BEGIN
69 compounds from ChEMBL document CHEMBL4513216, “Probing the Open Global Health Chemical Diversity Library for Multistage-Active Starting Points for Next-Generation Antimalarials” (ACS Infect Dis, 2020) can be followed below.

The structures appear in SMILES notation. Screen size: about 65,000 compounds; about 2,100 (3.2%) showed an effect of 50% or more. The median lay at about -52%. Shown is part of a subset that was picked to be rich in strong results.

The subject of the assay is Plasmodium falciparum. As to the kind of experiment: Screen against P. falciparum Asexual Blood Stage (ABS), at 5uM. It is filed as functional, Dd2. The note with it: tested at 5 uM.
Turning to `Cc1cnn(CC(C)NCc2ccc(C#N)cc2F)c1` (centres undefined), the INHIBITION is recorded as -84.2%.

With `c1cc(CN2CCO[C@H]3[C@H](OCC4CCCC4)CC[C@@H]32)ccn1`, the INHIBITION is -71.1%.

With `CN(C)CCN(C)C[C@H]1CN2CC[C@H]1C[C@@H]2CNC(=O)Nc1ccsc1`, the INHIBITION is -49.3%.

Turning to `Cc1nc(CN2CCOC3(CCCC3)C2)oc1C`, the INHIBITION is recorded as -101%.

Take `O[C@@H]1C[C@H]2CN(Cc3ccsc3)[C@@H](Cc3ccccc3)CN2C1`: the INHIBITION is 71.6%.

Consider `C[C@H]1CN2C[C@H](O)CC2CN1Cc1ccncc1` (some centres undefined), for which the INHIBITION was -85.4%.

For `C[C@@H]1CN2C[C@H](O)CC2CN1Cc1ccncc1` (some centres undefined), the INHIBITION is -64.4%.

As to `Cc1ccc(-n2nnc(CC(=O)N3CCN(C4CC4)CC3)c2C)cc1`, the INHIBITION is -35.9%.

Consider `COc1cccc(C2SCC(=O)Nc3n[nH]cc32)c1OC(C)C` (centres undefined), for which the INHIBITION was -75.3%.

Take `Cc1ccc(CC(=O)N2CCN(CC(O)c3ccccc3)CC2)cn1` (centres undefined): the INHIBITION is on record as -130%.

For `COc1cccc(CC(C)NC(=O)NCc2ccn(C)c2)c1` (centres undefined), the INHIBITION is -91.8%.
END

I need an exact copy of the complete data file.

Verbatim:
69 compounds from ChEMBL document CHEMBL4513216, “Probing the Open Global Health Chemical Diversity Library for Multistage-Active Starting Points for Next-Generation Antimalarials” (ACS Infect Dis, 2020) can be followed below.

The structures appear in SMILES notation. Screen size: about 65,000 compounds; about 2,100 (3.2%) showed an effect of 50% or more. The median lay at about -52%. Shown is part of a subset that was picked to be rich in strong results.

The subject of the assay is Plasmodium falciparum. As to the kind of experiment: Screen against P. falciparum Asexual Blood Stage (ABS), at 5uM. It is filed as functional, Dd2. The note with it: tested at 5 uM.
Turning to `Cc1cnn(CC(C)NCc2ccc(C#N)cc2F)c1` (centres undefined), the INHIBITION is recorded as -84.2%.

With `c1cc(CN2CCO[C@H]3[C@H](OCC4CCCC4)CC[C@@H]32)ccn1`, the INHIBITION is -71.1%.

With `CN(C)CCN(C)C[C@H]1CN2CC[C@H]1C[C@@H]2CNC(=O)Nc1ccsc1`, the INHIBITION is -49.3%.

Turning to `Cc1nc(CN2CCOC3(CCCC3)C2)oc1C`, the INHIBITION is recorded as -101%.

Take `O[C@@H]1C[C@H]2CN(Cc3ccsc3)[C@@H](Cc3ccccc3)CN2C1`: the INHIBITION is 71.6%.

Consider `C[C@H]1CN2C[C@H](O)CC2CN1Cc1ccncc1` (some centres undefined), for which the INHIBITION was -85.4%.

For `C[C@@H]1CN2C[C@H](O)CC2CN1Cc1ccncc1` (some centres undefined), the INHIBITION is -64.4%.

As to `Cc1ccc(-n2nnc(CC(=O)N3CCN(C4CC4)CC3)c2C)cc1`, the INHIBITION is -35.9%.

Consider `COc1cccc(C2SCC(=O)Nc3n[nH]cc32)c1OC(C)C` (centres undefined), for which the INHIBITION was -75.3%.

Take `Cc1ccc(CC(=O)N2CCN(CC(O)c3ccccc3)CC2)cn1` (centres undefined): the INHIBITION is on record as -130%.

For `COc1cccc(CC(C)NC(=O)NCc2ccn(C)c2)c1` (centres undefined), the INHIBITION is -91.8%.